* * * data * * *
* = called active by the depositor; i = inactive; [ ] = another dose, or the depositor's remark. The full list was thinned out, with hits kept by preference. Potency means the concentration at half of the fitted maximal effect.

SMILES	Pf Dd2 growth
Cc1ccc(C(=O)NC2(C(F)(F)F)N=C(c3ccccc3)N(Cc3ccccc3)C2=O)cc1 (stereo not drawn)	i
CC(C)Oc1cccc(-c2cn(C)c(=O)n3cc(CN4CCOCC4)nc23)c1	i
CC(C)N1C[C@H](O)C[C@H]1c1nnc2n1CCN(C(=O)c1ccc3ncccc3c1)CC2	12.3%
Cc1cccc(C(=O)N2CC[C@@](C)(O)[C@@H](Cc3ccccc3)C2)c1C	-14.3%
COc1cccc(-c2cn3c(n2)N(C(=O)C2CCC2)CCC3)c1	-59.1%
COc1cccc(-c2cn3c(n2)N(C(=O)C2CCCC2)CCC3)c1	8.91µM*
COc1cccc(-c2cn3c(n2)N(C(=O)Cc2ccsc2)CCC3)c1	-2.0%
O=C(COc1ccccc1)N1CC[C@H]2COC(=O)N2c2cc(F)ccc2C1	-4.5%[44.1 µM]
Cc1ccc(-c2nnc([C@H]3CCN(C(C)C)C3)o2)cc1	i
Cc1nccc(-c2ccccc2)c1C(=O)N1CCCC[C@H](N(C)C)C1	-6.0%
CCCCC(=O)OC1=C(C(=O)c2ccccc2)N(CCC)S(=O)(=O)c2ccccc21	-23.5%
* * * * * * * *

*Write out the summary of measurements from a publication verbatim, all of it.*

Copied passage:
* = called active by the depositor; i = inactive; [ ] = another dose, or the depositor's remark. The full list was thinned out, with hits kept by preference. Potency means the concentration at half of the fitted maximal effect.

SMILES	Pf Dd2 growth
Cc1ccc(C(=O)NC2(C(F)(F)F)N=C(c3ccccc3)N(Cc3ccccc3)C2=O)cc1 (stereo not drawn)	i
CC(C)Oc1cccc(-c2cn(C)c(=O)n3cc(CN4CCOCC4)nc23)c1	i
CC(C)N1C[C@H](O)C[C@H]1c1nnc2n1CCN(C(=O)c1ccc3ncccc3c1)CC2	12.3%
Cc1cccc(C(=O)N2CC[C@@](C)(O)[C@@H](Cc3ccccc3)C2)c1C	-14.3%
COc1cccc(-c2cn3c(n2)N(C(=O)C2CCC2)CCC3)c1	-59.1%
COc1cccc(-c2cn3c(n2)N(C(=O)C2CCCC2)CCC3)c1	8.91µM*
COc1cccc(-c2cn3c(n2)N(C(=O)Cc2ccsc2)CCC3)c1	-2.0%
O=C(COc1ccccc1)N1CC[C@H]2COC(=O)N2c2cc(F)ccc2C1	-4.5%[44.1 µM]
Cc1ccc(-c2nnc([C@H]3CCN(C(C)C)C3)o2)cc1	i
Cc1nccc(-c2ccccc2)c1C(=O)N1CCCC[C@H](N(C)C)C1	-6.0%
CCCCC(=O)OC1=C(C(=O)c2ccccc2)N(CCC)S(=O)(=O)c2ccccc21	-23.5%